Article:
June 3, 2016 – TenneT presents Hub and Spoke concept for large scale wind energy on the North Sea. The vision seeks to make carbon reduction targets feasible and affordable. Central to the vision is the building of an island in the middle of the North Sea.
North Sea Infrastructure: The vision
Solar and wind energy will be necessary on a large scale because attainment of Europe’s targets for reducing carbon emissions depends largely on the production of renewable electricity. Moreover, wind and solar energy are complementary: From spring to autumn there is more sun, while the colder months of the year bring more wind. A sustainable and stable energy system for the future will need both sun and wind, both on a big scale. High volumes like these are unattainable by individual Member States, so there is a need for optimum cooperation. The European political declaration of 6 June 2016 on energy cooperation between the North Sea countries was an important step in this direction. TenneT’s vision creates a basis, or point of departure, for a joint European approach up to 2050 and focuses specifically on developing the North Sea as a source and distribution hub for Europe’s energy transition.
Far out at sea, but still cheaper
The areas relatively close to the shore, which are the first that must be utilised for offshore wind farms, will provide insufficient possibilities over the long haul to develop the required volumes of offshore wind energy. This makes it necessary to look for possibilities far out at sea. The disadvantage here is that the costs will be significantly higher. The construction and maintenance of the wind farms are higher and these must be connected via many relatively expensive, single direct current (DC) connections. Alternating current technology cannot be used for connecting offshore wind farms far out at sea because of an unacceptably high loss of electricity during transmission to the onshore grid. By building in the years ahead an island surrounded by wind farms (at a relatively short distance), wind energy obtained way out at sea will assume the cost benefits of near-shore wind – thanks to the island. The smaller distance will allow use of the far cheaper alternating current (AC) connections. Further considerable (cost) benefits can be derived from an island, as it offers a permanent place for people and resources.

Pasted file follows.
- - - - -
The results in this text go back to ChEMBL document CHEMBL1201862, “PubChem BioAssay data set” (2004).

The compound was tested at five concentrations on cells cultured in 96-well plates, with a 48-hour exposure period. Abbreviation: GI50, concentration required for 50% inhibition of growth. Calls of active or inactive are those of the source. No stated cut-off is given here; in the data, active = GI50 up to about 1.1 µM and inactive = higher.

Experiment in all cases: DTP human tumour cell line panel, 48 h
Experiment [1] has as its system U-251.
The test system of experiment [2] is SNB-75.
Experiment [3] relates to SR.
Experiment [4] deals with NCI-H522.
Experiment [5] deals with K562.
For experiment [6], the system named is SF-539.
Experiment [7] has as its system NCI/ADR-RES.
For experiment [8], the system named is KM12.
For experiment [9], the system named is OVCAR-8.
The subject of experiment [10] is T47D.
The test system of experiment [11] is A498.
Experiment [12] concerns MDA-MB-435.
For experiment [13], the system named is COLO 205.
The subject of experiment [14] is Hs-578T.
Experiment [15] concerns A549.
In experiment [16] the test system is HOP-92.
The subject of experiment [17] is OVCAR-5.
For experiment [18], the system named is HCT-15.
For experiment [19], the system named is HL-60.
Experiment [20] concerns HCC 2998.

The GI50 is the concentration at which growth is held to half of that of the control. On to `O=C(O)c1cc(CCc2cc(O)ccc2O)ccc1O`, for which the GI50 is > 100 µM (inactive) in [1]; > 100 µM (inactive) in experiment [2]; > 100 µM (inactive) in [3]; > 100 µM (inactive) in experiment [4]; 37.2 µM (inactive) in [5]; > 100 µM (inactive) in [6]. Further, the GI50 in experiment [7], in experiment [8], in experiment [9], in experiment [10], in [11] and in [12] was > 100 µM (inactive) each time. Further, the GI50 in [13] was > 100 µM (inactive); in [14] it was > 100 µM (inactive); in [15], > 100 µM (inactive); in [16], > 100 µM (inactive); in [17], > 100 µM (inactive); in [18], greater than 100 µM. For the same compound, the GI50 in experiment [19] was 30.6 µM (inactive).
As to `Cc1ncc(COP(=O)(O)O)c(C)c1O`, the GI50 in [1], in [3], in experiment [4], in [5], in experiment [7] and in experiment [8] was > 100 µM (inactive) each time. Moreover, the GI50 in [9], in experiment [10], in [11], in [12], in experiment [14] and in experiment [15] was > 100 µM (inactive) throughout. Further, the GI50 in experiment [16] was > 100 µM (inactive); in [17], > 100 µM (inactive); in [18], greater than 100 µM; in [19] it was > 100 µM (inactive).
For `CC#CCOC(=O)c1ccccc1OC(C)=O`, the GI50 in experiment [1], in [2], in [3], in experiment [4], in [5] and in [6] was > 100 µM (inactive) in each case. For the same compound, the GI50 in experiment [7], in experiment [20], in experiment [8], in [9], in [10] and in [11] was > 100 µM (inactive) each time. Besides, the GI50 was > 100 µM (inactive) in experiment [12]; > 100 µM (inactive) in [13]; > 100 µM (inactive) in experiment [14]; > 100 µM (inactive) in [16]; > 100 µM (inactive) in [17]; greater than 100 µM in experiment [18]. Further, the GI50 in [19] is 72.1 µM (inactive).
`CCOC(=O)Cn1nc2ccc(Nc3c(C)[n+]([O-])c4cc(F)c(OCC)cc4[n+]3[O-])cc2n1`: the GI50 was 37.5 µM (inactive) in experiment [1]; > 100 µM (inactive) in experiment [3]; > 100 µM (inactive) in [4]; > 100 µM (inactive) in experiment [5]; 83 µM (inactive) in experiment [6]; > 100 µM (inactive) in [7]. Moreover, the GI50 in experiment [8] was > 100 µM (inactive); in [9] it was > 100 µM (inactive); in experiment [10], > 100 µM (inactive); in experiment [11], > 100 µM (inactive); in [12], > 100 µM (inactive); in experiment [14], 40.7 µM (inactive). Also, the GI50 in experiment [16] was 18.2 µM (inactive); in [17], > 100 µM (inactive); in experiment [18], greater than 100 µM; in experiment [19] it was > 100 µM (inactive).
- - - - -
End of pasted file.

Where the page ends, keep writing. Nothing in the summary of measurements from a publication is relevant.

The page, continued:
The Wind Connector: A smart combination of wind farms with interconnectors
The present utilisation of a connection between a wind farm and the mainland is around 40%. This is because there is not always wind (or not always equally strong) and the wind turbines also have to undergo maintenance or repairs. The capacity utilisation can and must be greatly increased by giving the direct current connection the role of interconnector. The transmission capacity of the direct current connection will then be used not only for the outward movement of wind energy, but also for electricity trading between the connected countries, creating a “Wind Connector.” In effect, the island will act as the spider in a North Sea web of offshore wind farms and international connections. This will increase the present efficient utilisation of a connection between the wind farm and the mainland from roughly 40% towards 100%.
Advantages of an island in the middle of the North Sea
Besides the combination of wind farms and interconnectors and the achievable efficiencies of scale – because numerous wind farms with a total capacity of over 30 GW can be connected on an island of roughly 6 km² – an island at a location like the Dogger Bank offers even more advantages. The Dogger Bank is relatively shallow and is large with the space needed for large-scale wind energy. The shallower the water, the lower will be the cost of building the wind farms and the island. Another very important matter is that there is often a strong wind in that part of the North Sea. This produces a high yield of wind energy. In short, an island in the mid-dle of the North Sea offers everything necessary to make offshore wind energy a success.
In developing the Dogger Bank as a location for large scale offshore wind and an artificial island the impact on marine flora and fauna should be taken into account by the cooperating parties. TenneT has been in close contact with a number of environmental organizations. A first ‘quick-scan’ of the impact on flora and fauna on the Dogger Bank shows both opportunities as potential risks for animals and biodiversity.
Tjerk Wagenaar, director of leading Dutch environmental NGO Natuur & Milieu: “TenneT is a reliable state-owned partner that can help ensure a successful energy transition in the North Sea. They can do this cost-effectively, with a focus on sustainable and ecological values. It is precisely in large-scale projects of this kind that we have to take marine flora and fauna into consideration as much as possible.”
In TenneT’s vision, the creation of an island is not the starting point of this development. Be-fore that stage is reached, it will first be necessary to utilise other possibilities. In sequence these are onshore wind energy and near-shore wind energy. This development is necessary for the structural reduction of the costs of offshore wind energy.
See the video: https://www.youtube.com/embed/NI0sbiCNXtA